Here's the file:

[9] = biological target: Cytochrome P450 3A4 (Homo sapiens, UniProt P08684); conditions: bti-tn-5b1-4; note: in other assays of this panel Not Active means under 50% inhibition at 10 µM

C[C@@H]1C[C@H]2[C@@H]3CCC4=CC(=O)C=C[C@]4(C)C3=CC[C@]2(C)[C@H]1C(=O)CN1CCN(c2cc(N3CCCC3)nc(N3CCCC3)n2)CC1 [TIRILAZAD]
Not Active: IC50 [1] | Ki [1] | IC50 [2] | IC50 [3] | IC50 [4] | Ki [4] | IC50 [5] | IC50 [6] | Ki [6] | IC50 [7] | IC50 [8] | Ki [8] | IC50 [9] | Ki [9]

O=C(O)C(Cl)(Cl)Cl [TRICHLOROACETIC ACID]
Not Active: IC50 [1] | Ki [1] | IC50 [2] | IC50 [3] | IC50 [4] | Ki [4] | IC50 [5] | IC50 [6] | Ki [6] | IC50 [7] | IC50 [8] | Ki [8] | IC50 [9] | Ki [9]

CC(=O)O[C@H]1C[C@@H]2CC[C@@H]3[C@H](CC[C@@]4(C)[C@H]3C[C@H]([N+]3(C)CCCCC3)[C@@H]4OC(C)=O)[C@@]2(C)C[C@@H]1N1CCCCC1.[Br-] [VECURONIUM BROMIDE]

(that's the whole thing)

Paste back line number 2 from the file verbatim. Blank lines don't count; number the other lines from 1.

C[C@@H]1C[C@H]2[C@@H]3CCC4=CC(=O)C=C[C@]4(C)C3=CC[C@]2(C)[C@H]1C(=O)CN1CCN(c2cc(N3CCCC3)nc(N3CCCC3)n2)CC1 [TIRILAZAD]